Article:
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What should I do about pupils mocking my accent and mannerisms?

Discussion in 'Behaviour' started by roisin88, Mar 1, 2013.

  1. roisin88

    roisin88 New commenter

    I'm a secondary teacher and have recently noticed a few pupils mocking my accent (I teach in England and am from elsewhere) and imitating my mannerisms both behind my back and right under my nose. It really infruiates me as I find iit highly disrespectful and quite offensive. I am unsure how to deal with it as I don't want to provke more mocking. It's embarrassing to say the least as I am only trying to do my best but these incidents are making me paranoid and are therefore hindering my relationships with classes which in turn, has a negative impact on my teaching. I would really appreciate any advice on this. Thank you.
    Seval likes this.
  2. C.Brewer

    C.Brewer New commenter

  3. internationalschools

    internationalschools New commenter

    I knew a teacher who suffered from this, and she solved the problem by pointing out that the students are being racist. She was from France, and she pointed out that, if she had been African or Indian, this would be racist, and therefore it is also racist when directed at another white person who is from another country. For some reason, even badly behaved kids quiver at the thought of being seen as racist, probably because racist bulllying is taken farm more seriously than bullying for other reasons than race
    Alice K, pepper5 and primenumbers like this.
  4. pepper5

    pepper5 Star commenter

    Hi Roisin
    Agree with the tactic described by the post number 3.
    I also am from another country with an accent. In the beginning, I felt the same as you. Now I just state that if I hear mocking etc., it is classed as racist behaviour and it is highly offensive and the person involved will be disciplined. Simple as that. Don't waste your time about explaining about good manners etc.. State it at the beginning of the lesson. Tell the class it is offensive and it won't be tolerated. No need to feel embarrassed. Stamp down hard on it. First sign of it, give the offender a sanction. They will soon see you mean business. Just say it in a calm manner and then do it.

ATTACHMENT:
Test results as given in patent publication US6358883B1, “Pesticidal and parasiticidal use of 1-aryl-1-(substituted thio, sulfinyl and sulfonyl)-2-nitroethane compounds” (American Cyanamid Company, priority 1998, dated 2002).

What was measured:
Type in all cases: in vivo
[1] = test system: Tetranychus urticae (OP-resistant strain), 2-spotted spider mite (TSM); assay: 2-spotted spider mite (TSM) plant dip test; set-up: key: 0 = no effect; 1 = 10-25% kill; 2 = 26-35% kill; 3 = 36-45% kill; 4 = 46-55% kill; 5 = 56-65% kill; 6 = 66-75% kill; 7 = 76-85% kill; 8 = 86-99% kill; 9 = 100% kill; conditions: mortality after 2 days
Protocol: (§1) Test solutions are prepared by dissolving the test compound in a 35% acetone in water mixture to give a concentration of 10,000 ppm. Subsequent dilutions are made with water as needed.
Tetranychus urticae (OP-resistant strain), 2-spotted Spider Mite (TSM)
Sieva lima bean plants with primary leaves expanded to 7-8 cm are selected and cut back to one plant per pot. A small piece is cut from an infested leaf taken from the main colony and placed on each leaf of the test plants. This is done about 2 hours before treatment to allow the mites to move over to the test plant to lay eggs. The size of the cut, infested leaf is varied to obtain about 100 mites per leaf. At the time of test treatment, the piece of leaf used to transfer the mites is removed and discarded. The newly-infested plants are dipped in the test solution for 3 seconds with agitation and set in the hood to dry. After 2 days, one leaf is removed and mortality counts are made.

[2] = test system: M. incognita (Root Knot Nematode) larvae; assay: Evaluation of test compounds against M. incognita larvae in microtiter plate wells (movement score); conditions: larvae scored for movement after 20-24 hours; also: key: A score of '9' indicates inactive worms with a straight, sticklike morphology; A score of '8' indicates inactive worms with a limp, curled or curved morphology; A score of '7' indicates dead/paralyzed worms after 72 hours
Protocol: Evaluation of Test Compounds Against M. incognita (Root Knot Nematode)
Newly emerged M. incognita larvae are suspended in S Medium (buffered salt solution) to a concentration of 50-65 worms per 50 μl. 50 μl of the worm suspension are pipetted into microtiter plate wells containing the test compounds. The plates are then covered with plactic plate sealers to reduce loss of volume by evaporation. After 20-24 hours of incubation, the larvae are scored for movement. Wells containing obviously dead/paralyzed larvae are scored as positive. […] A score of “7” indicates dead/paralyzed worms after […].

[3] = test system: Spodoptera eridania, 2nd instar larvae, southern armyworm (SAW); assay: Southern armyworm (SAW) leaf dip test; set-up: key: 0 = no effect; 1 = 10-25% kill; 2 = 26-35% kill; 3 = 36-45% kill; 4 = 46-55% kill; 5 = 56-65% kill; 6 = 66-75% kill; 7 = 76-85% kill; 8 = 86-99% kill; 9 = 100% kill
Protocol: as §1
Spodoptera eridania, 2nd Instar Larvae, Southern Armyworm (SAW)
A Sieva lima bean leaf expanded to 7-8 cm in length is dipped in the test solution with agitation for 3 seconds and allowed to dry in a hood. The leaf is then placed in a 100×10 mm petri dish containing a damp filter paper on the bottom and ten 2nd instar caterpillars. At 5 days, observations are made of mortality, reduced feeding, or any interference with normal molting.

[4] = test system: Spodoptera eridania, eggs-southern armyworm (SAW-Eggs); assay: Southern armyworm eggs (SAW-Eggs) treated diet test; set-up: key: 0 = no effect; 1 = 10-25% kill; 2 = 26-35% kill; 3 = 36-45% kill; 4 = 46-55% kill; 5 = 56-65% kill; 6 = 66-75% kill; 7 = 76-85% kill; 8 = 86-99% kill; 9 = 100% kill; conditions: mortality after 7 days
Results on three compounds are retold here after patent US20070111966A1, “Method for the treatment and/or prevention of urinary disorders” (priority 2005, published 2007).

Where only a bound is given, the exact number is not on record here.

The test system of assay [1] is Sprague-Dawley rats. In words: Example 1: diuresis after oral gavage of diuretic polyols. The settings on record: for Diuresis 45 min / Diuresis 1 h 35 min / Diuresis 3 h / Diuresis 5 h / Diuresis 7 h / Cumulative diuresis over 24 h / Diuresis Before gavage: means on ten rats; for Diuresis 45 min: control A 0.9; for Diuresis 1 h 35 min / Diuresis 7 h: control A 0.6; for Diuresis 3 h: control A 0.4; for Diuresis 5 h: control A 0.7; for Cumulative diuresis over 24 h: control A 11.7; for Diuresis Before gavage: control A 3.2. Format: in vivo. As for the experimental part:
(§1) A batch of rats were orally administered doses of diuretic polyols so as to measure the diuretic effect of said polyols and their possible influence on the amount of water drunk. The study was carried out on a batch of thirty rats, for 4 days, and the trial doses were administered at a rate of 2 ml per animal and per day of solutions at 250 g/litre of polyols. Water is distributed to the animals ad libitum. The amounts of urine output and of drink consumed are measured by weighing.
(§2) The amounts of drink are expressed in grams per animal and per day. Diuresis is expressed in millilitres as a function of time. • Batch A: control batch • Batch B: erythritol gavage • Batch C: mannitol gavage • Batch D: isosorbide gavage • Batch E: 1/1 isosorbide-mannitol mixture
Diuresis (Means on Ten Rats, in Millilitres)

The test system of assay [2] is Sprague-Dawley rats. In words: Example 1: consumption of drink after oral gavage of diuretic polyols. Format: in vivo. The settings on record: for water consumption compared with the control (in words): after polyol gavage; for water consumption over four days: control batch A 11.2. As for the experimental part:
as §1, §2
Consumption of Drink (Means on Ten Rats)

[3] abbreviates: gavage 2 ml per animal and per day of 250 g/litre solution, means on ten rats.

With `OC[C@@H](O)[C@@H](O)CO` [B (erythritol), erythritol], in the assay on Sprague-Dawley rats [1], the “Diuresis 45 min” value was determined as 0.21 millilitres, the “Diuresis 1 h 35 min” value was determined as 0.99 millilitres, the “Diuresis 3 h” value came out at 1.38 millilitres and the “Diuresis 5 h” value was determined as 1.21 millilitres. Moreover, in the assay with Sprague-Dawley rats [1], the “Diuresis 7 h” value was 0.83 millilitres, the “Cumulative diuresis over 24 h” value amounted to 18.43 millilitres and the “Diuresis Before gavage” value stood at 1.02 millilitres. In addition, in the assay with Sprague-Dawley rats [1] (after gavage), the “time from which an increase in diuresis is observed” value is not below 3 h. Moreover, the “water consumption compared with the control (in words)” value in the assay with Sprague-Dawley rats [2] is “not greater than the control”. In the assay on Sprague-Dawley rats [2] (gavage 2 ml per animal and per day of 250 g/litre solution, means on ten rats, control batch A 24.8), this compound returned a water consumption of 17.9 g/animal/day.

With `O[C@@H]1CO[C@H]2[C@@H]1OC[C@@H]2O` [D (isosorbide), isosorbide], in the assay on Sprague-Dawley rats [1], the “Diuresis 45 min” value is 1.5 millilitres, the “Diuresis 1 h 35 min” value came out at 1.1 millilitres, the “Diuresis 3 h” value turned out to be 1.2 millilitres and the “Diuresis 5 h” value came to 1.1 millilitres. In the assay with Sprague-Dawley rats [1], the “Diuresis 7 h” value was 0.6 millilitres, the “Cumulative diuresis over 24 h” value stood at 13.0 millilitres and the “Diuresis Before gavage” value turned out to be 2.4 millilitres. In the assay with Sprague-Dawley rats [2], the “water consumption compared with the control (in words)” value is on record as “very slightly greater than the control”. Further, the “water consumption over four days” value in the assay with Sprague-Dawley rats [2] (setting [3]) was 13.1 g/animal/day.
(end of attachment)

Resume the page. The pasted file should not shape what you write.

As you say, you are doing your best for these kids. Even if the parents do not teach their children good manners at home, you do not need to be on the receiving end of such behaviour. Stand tall and be proud of where you are from! Be proud of your accent - it is your identity.
    Enjoy your week. Let us know how you get on.

  5. roisin88

    roisin88 New commenter

    Thanks very much for your advice guys! Really appreciate it and I'll let you know how I get on. Any ideas about what to do about my mannerisms/gestures being mocked?
    pepper5 likes this.
  6. When a pupil mocks you in this way,wait a couple of minutes and then send the offender on an important errand to fetch a "racist incident report form" from the main office, or wherever they're kept.
    With luck, the pupil will realise that it's so that you can report their behaviour and will know that they're in trouble. If they question you about the errand, tell them you'll discuss it at the end of the lesson - put a little psychological pressure on.
    Keep the offender behind and explain that the form is for you to report their behaviour. Hopefully, they'll promise to stop the abuse and you won't even need to fill in the form (or spend any more time on the matter). It's all about who has the upper hand and minimising your workload.
    If it continues, then of course you'll need to report the situation.
    Alice K, NotAPowerRanger and pepper5 like this.
  7. roisin88

    roisin88 New commenter

    Thanks for that, whacko! Will definitely give it a try :)
    Alice K and pepper5 like this.
  8. kate2521

    kate2521 New commenter

    What are the mannerisms and gestures they're mimicking? Sometimes we do things in the classroom that we're totally unaware of, but that children and observers pick up on. Depending on what it is, you either need to embrace it as it's part of you and be proud, treat it as any other behaviour issue as it's showing lack of respect, or try to minimise it if you can. It's also part and parcel of your whole issue, because if and when you have the respect of the class and are confident and assertive, they won't mimic you, whatever you do. There's nothing wrong with being mildly eccentric and saying and doing things the pupils don't hear and see from their parents, as it's part of being a teacher (I'm talking about going off at tangents and upholding grammatical standards here, that kind of thing). I think we've lost a lot of "characters" from the profession over the years as lessons and teachers have become more uniform, which is not always a good thing, so hang onto your individuality and be proud of who you are but make sure you're the boss of your classroom.